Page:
Morrison expects NSW to fall into line on schools funding
After the government announced $1.2 billion would be given to non-government schools, NSW Education Minister Rob Stokes said the deal was unfair.
Families will be promised a $1.75 billion funding boost in a dramatic Labor pledge to widen access to preschool, offering new subsidies to help children learn more at a younger age.
Opposition Leader Bill Shorten will guarantee access to subsidised preschool for around 700,000 children a year in a move that intensifies his policy fight on education ahead of the next election.
The Labor policy continues an existing federal package to subsidise preschool for four-year-olds, but it ramps up the funding to extend the scheme to three-year-olds in the name of lifting education results.
Every three-year-old in Australia would be able to access 15 hours of subsidised early childhood education each week under the Labor plan, to be outlined with a claim that it will help expand the economy over time.
“This is an economic and social reform as profound as lifting the school leaving age and opening up universal access to universities,” Mr Shorten says in a speech to be delivered on Thursday.
The federal government has promised $440 million for preschool education in 2019 on top of $428 million this year, funding lessons for four-year-olds for 15 hours a week in an agreement with the states.
The enrolment of four-year-olds in this type of preschool education has climbed from 77 per cent to more than 93 per cent since 2008, when Labor started the funding program.
But education experts warned in February that Australia was falling behind other countries and should encourage early learning for children as young as three because research showed this helped them learn in later life.
Only 15 per cent of three-year-olds participate in pre-primary education, compared with about 69 per cent across other developed economies, according to the “Lifting Our Game” report by education expert Susan Pascoe and professor Deborah Brennan of the University of New South Wales.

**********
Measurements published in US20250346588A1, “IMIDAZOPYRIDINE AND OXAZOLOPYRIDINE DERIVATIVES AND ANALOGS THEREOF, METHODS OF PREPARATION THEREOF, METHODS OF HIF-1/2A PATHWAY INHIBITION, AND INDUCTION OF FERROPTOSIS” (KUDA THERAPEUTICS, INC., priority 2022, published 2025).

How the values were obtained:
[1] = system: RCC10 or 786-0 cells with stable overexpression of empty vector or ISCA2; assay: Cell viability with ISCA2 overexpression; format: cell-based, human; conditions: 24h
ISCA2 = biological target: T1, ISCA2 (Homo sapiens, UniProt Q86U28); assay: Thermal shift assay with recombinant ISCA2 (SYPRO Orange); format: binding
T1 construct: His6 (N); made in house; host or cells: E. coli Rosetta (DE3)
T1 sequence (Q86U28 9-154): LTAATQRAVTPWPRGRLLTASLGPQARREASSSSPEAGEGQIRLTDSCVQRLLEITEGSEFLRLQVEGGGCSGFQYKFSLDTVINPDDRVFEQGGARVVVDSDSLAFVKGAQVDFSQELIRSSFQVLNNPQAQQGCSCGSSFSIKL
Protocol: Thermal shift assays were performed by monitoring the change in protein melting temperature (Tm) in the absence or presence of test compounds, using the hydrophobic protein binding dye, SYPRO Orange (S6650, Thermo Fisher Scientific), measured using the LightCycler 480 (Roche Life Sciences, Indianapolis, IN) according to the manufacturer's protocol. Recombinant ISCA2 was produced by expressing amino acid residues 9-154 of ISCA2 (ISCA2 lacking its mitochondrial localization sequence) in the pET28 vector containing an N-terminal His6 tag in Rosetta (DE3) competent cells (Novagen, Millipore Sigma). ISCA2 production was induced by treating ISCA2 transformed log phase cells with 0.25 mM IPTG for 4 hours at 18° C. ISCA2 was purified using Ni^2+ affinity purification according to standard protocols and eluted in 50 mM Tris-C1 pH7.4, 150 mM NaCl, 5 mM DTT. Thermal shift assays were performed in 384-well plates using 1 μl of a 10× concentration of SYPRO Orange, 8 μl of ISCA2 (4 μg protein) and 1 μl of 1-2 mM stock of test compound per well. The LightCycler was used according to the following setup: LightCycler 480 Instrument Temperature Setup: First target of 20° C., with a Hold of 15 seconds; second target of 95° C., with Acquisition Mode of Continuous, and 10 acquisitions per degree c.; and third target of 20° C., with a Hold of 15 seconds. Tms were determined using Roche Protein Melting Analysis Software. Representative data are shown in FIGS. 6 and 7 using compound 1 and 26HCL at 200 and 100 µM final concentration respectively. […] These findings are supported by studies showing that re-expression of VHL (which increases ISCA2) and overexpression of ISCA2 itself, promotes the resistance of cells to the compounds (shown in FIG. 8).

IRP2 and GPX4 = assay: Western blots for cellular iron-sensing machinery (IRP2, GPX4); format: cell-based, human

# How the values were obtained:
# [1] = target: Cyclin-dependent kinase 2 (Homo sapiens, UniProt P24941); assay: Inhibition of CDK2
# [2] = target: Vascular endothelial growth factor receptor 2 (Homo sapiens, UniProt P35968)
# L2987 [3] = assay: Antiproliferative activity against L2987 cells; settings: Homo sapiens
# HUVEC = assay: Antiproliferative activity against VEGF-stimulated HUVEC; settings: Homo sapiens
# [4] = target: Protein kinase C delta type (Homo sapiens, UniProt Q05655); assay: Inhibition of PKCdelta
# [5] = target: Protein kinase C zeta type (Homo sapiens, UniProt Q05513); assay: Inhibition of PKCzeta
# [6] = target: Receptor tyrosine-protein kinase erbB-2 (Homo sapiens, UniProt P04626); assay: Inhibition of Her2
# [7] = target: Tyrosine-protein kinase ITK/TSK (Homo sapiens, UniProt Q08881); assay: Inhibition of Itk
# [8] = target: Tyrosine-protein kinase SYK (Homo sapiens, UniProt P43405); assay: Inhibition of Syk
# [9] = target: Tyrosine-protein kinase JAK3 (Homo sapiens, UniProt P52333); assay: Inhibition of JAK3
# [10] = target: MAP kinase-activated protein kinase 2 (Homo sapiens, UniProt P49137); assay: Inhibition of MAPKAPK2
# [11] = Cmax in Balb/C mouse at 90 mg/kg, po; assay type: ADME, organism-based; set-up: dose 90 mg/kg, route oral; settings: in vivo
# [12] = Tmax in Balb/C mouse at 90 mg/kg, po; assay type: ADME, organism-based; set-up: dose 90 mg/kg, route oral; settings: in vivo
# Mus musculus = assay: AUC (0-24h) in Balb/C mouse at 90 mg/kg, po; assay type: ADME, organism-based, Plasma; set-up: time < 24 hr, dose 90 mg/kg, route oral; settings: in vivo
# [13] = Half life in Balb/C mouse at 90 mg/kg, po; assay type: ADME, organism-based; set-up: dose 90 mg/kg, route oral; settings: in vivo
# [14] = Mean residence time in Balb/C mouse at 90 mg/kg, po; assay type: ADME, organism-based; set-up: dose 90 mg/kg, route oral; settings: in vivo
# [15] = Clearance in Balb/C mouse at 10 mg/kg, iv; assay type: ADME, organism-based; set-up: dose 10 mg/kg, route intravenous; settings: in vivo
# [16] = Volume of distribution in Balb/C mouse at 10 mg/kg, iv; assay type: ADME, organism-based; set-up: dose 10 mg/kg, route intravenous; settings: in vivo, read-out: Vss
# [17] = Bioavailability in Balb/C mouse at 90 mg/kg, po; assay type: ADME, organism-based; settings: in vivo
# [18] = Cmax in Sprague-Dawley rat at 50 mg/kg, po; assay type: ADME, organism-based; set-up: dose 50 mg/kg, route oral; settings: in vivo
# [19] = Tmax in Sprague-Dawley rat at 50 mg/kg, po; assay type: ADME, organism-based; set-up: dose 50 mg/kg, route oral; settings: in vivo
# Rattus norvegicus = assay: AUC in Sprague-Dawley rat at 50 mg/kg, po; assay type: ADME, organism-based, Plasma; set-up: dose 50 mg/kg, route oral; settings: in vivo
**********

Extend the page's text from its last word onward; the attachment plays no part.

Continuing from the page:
The report cited British research that found children with two or three years in preschool ended up nearly eight months ahead in literacy compared to other students once they began school.
Ms Pascoe and Professor Brennan called on all governments to extend preschool to three-year-olds across the country, with priority for disadvantaged children.
The NSW government became the first to act on that call when Premier Gladys Berejiklian announced a $200 million program in June to subsidise fees for all three-year-olds enrolled in community preschools.
The federal Labor policy would have to be negotiated at the Council of Australian Governments if Mr Shorten takes power at the next election, given the states and territories have responsibility for preschool and kindergarten.
The federal cash would go to the states and territories in a partnership agreement rather than going directly to parents or education providers.
While the NSW government program for three-year-olds begins on January 1, the federal Labor pledge for the same age group would only start in the 2021 school year.
The existing federal scheme costs $440 million to fund preschool for 348,000 children, leading to a rough calculation of about $1,264 for each child each year.
The Labor scheme would continue this but would double the number of children being helped by bringing in three-year-olds.
How quickly this would be rolled out would be subject to talks with each state and territory, given the need to build up the capacity of preschools and kindergartens to educate more children.
“Our investment will help close the gaps created by disadvantage, it will help tackle the inequality faced by children born into low-income households who are currently denied educational opportunities that their peers may have,” Mr Shorten says in a draft of his remarks to be made on Thursday.
“If I’m elected prime minister, I’m determined to deliver on government’s most important job: handing on a better deal to the next generation.
“This isn’t just an investment in the future of our children – it’s an investment in the future productivity of our nation.”
The Labor promise is to offer a subsidy rather than free education, given its scheme would only cover a portion of the preschool fees.